Waterton, 17 Laurel Ave, Chelmer, Qld
- See also: Queenslander Tropical styles
On a large, flood-free prime site of 4,335m2 (currently zoned Community Use area – CU5), this heritage property is a charming centerpiece; the foundation residence (c1900) has many original features including prominent gables, sweeping verandahs, lead lighting, decorative fireplaces, french doors and bay windows.
- The expansive additions, including an adaptable dormitory building and separate staff quarters, were all architecturally designed and sensitively placed to maintain the stunning streetscape.
- The entrance is flanked by spectacular mature fig trees, in keeping with the nature of the street, and features landscaped gardens.
The estate includes:
- The original Federation home, with a northern addition adjacent to the house comprising two storeys, with over 20 rooms in total;
- A separate dormitory building behind and parallel to the main house consisting of a central hallway leading to a series of 25 dormitory rooms and amenity rooms, flanked by verandahs with French Doors that open to take advantage of river breezes; and
- A separate, detached single-storey building on the south-west corner, which was previously used as staff quarters.
With a detailed and rich history, this is a property with a special story and plenty of soul.
- Originally a luxury residence, Waterton was built at the turn of the last century for Brisbane insurance agent Thomas Beevor Steele.
- However, from 1913-1940 it was home to EA Harding Frew – a prominent Civil Engineer who specialized in Bridge design.
- While residing at the property, he was the designing engineer for Brisbane’s iconic William Jolly Bridge as well as a number of other landmark Queensland bridges.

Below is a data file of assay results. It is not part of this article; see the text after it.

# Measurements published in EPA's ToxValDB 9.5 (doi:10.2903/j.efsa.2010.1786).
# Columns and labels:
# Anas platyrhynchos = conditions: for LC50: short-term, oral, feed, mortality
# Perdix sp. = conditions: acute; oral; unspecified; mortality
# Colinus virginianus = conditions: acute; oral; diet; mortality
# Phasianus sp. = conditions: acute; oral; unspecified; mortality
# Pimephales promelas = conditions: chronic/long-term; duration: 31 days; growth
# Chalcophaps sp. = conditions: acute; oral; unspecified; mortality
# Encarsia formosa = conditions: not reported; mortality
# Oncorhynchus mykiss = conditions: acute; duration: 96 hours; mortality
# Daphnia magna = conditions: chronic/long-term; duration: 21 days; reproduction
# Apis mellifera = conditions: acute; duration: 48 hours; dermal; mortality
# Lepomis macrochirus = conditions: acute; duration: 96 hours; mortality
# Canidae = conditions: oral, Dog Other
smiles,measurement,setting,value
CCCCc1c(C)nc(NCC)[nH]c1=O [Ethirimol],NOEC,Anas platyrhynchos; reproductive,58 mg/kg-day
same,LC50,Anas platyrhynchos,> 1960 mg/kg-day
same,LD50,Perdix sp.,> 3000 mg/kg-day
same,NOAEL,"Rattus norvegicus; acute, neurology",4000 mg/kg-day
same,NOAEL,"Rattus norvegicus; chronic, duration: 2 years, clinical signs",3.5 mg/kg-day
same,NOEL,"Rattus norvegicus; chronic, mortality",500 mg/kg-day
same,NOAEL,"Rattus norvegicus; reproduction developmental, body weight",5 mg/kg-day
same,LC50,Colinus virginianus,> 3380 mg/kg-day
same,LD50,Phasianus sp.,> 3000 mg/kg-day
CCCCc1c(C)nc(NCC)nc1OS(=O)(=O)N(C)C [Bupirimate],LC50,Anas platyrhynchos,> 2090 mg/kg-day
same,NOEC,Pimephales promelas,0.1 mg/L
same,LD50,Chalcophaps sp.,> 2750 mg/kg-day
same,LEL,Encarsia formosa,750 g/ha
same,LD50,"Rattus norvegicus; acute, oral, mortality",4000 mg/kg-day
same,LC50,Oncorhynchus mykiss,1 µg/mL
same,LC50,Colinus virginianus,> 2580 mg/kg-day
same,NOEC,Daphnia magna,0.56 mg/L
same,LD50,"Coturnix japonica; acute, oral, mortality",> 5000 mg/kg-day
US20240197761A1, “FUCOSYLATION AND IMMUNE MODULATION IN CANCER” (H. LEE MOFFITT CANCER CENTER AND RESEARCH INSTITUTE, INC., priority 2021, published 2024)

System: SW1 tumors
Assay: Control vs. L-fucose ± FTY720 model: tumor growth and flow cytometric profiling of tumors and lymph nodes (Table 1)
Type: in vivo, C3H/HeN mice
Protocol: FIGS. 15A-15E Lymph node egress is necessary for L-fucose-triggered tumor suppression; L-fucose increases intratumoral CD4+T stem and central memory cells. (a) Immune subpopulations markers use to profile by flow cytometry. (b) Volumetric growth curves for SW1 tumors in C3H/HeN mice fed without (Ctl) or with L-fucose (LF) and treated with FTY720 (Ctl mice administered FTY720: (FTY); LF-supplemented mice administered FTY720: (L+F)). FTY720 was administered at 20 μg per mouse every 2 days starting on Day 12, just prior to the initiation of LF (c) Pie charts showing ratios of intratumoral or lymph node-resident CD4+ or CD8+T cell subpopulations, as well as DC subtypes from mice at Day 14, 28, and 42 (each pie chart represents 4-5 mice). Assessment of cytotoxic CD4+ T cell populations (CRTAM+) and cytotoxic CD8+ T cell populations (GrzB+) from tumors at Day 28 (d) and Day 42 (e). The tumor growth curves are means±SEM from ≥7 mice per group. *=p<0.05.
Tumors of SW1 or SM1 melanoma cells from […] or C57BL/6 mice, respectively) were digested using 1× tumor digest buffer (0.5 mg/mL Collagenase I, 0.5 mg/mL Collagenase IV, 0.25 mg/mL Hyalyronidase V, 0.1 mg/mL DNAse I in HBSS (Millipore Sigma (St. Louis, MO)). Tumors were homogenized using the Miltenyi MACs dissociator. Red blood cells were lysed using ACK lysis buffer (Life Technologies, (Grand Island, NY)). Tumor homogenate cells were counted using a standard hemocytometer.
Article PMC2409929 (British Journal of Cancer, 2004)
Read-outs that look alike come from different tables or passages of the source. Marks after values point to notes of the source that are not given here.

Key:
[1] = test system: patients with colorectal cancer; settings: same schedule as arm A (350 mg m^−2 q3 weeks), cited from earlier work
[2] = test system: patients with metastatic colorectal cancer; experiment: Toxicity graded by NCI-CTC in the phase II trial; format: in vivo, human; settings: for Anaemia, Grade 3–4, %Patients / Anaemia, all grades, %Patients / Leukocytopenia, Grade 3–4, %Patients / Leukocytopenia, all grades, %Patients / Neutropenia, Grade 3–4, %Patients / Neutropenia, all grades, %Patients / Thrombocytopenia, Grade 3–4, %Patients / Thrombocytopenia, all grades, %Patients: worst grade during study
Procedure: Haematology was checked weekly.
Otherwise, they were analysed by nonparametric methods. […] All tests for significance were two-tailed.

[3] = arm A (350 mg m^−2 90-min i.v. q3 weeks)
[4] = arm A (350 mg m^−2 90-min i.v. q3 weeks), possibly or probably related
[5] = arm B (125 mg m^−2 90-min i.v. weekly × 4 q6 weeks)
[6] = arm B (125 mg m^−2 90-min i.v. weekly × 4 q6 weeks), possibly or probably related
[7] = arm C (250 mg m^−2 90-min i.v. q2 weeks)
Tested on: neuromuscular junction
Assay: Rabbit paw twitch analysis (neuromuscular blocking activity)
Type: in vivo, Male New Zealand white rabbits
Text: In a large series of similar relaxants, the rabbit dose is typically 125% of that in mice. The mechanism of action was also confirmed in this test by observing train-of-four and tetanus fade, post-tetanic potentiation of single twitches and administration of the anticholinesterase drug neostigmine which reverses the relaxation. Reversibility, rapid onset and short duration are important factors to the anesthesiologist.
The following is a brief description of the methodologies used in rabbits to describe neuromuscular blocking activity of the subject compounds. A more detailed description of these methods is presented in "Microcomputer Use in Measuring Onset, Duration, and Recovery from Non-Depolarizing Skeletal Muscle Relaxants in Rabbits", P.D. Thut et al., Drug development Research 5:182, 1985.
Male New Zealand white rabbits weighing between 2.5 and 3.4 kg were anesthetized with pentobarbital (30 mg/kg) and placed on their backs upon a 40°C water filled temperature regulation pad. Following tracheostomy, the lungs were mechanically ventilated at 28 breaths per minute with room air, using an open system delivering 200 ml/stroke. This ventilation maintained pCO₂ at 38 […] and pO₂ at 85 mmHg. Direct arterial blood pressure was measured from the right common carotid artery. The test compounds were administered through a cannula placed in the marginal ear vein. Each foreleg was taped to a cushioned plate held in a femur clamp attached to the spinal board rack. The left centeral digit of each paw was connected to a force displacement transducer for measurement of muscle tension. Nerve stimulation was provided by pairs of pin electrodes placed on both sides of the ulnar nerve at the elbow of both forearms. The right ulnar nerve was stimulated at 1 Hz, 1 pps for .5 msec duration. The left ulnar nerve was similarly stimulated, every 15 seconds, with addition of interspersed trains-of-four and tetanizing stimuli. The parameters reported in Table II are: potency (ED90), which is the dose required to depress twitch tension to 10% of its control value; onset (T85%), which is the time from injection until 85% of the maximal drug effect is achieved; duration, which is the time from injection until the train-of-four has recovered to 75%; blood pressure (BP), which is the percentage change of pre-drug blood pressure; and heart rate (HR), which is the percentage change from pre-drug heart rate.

- The property was transferred to the Red Cross in 1941 and additions made to convert it to a convalescent home/hospital for servicemen returning from WWII. It subsequently served the community as barracks for the Royal Women’s Army (10 WRAAC), and as a training centre for the Queensland Police Service.
- This impressive estate is now offered with vacant possession and is literally a massive, unique and versatile grand opportunity to suit an astute buyer with vision. While heritage-registered, its record suggests that a multitude of uses may still be possible – and the purchaser will have the rare chance to write their own chapter in Brisbane’s history.
An iconic heritage home once occupied by WWII servicemen and police trainees is now for sale.
Built about the time of Australia’s federation the home at 17 Laurel Ave, Chelmer, known as Waterton, was originally owned by insurance agent Thomas Beevor Style.
- CLICK HERE FOR A TOUR OF THE CHELMER HOME
- It was later bought and occupied from 1913 to 1940 by civil engineer EA Harding Frew, the man who designed the William Jolly Bridge.
- From 1941 the home was passed on to the Red Cross where it served as a home for servicemen returning from WWII, the Royal Women’s Army and later became a training centre for the Queensland Police Service.
|A picture of the home from 1906 (SOURCE: State Library of Queensland and Johny Oxley Library)|
“You have the original federation home which has more than 20 rooms in total and has a northern addition which is two storeys high,” she said.
- “Behind that you also have a separate dormitory and another detached building which was a staff quarters, two things you very rarely see in a property sale.
- “The dormitory itself has 25 rooms and is surrounded by verandas with French doors.”
|Returning WWII servicemen, police trainees and the Royal Women’s Army have all used the home over time.|
Ms Buchanan said potential buyers had plenty of options for the property.
- “This is the kind of sale that only comes around once in a lifetime,” she said
- “It is currently zoned as a community use area and within that code the three ideal uses are community facilities, education or health and medical.
The listing: MAGNIFICENT LANDMARK HERITAGE ESTATE